I also committed to the idea of “holding my own to a higher standard”, and standing up for people and groups who are often marginalized in the political discussion, particularly if that discussion is happening to the right of centre. I have done my best to deliver on that commitment as well.

I’ve tried to use this blog to talk not just about how politics IS, but about how politics SHOULD be – how it MUST be if it hopes to keep up with and stay relevant to the changing face of our civilization. If the voters won’t engage with those who seek their consent to rule, then WE, as politicians and those who wish to serve and lead, have to do a better job of giving them something with which they will WANT to engage.

I can proudly say I’ve rejected only a handful of comments on any of my 440 posts. Having YOU be part of the discussion is what has kept me doing this – let’s be honest, I’m not interesting enough to talk, uninterrupted, for 3 years straight. My favourite posts have been the ones with the most comments, because it means we’re actually talking WITH each other, instead of me just talking AT you. I haven’t gotten many posts that reached what I call the “daveberta line” (most of Dave’s posts seem to get at least 20 comments), but the conversation has been important to me nevertheless.

I’ve made an effort whenever possible to “give the rub” to other bloggers, whether they were already established (see my unsuccessful attempt to help DJ Kelly win a Canadian Blog Award) or just starting out (Shane over at CalgaryRants is not, in fact, me – I have been known to wear the mask around the house, though).

I’ve tried my best to make you think, make you discuss issues with your fellow citizens, make you laugh, and (sometimes) make you mad.

The only thing I haven’t given you over these past 3 years is a name.

And now you have one.

My name is Joey Oberhoffner. You can call me The Enlightened Savage.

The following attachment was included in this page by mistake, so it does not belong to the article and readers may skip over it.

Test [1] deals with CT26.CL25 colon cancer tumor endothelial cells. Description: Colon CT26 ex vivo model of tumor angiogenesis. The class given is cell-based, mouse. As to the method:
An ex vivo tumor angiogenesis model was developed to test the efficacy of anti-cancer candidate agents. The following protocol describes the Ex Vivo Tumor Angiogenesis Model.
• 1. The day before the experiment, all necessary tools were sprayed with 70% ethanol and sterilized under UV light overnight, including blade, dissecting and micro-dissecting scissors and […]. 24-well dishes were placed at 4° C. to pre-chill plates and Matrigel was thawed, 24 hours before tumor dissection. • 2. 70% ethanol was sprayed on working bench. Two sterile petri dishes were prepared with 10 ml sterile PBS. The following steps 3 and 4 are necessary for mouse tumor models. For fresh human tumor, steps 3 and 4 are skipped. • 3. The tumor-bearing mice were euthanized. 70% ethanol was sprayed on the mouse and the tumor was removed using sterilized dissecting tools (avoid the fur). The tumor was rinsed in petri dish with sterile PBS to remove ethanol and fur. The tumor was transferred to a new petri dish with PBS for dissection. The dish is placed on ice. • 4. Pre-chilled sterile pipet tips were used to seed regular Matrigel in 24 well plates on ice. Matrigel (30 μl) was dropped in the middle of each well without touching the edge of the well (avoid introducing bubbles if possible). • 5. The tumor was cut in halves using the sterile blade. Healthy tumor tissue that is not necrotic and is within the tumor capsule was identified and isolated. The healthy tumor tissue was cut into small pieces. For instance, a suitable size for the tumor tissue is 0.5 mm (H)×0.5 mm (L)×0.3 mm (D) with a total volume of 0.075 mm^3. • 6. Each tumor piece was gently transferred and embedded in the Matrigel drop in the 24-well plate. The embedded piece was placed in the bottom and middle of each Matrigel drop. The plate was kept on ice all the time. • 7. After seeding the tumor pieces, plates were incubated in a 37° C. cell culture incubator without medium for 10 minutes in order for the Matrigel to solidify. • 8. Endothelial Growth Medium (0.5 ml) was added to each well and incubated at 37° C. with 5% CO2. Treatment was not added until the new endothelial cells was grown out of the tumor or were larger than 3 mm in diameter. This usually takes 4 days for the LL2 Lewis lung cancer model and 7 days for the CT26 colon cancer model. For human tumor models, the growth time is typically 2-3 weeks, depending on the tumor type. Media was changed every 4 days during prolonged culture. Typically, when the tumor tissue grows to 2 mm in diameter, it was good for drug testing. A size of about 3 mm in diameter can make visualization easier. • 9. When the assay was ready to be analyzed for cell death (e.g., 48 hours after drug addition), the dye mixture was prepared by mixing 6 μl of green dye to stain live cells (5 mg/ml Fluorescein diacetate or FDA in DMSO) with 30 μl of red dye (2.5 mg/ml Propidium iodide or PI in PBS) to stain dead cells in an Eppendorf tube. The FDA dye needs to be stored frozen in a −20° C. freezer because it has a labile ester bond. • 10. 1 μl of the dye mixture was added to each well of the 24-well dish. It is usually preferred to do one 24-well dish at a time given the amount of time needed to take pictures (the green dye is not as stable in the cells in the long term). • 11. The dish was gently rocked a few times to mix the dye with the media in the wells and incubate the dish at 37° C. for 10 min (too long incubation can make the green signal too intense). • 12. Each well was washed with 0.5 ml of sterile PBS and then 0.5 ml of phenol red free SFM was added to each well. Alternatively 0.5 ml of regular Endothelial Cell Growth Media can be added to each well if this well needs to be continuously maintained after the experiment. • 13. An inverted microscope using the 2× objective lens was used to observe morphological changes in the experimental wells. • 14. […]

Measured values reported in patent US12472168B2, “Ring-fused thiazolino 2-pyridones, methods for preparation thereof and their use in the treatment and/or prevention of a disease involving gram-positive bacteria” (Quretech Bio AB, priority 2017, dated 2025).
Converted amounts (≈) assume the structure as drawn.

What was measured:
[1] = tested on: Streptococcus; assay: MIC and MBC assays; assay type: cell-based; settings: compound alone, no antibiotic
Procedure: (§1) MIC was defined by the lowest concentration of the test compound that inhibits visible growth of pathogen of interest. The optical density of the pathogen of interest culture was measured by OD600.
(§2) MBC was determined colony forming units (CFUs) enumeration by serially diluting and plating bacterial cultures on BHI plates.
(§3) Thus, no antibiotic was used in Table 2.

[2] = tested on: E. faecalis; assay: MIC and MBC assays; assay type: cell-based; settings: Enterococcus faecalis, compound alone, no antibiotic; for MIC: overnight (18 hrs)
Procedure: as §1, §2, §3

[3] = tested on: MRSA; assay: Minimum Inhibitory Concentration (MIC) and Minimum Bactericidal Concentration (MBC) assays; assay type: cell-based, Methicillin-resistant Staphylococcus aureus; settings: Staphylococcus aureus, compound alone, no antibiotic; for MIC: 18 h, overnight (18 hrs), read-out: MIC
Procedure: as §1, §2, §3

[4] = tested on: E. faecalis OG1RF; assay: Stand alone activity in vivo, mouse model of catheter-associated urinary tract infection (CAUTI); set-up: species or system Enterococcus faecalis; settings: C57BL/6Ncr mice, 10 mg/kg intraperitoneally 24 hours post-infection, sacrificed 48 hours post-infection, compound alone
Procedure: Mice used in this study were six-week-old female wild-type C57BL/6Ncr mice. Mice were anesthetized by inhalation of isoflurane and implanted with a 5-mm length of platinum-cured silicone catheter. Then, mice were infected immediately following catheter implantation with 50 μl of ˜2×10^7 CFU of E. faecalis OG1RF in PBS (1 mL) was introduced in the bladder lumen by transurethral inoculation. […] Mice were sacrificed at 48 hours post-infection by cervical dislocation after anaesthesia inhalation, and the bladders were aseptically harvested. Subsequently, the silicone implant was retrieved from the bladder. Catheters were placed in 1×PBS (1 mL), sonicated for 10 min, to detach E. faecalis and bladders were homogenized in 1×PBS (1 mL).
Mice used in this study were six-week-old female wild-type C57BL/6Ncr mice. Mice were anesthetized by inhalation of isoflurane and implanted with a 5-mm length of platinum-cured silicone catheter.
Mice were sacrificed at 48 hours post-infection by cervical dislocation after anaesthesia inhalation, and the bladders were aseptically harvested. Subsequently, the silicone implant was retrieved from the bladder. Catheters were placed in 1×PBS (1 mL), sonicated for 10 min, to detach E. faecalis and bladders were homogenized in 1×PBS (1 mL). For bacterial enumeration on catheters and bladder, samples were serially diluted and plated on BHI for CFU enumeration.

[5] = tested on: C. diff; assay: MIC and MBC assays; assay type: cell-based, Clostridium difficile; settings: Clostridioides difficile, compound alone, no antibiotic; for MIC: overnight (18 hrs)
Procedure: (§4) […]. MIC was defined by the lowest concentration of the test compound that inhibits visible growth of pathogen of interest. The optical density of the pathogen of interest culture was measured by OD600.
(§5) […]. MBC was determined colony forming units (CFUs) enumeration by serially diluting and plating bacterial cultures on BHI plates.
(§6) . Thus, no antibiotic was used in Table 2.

And if you think this blog was interesting before... brothers and sisters, you ain’t seen NOTHING yet.

This blog – and this blogger – aren’t going ANYWHERE.

Viva la NaciĆ³n.


Kirk Schmidt said...

Wait. I'm *not* the Enlightened Savage???

Great post, Joey.

Anonymous said...

Awesome.... I am glad you are not shutting this down. Like I said before, you are the reason I started my own blog. do we get to work on that PC nomination?


Tyler Shandro said...

A very good post, Joey. Well done.

Josh said...

Great post Joey!!! You know that as soon as you go for that nomination I will be on your team with bells and whistles! Just say when and I'll be there :)

Naheed said...

Kirk took my line!

Congrats, Joey.

TPHogan said...

As you have done since you started this blog, these postings have style, grace and enlightenment.

Congratulations and continued best wishes on your blog and your aspiring public service career - in which ever form it takes.

Now, does that mean all your door knockers will be wearing the "I'm not the Enlightened Savage" shirts.

Keep on providing insightful analysis and good luck in your ongoing work!

Anonymous said...

Good post but what do you mean, "PROGRESSIVE" conservative? The adjective there means nothing with all of the hard right wing people in the party.

Leanne said...

Oh goodness, Joey. This post made me so ridiculously happy, it was all I could do to not stand up and applaud it at my own public service job.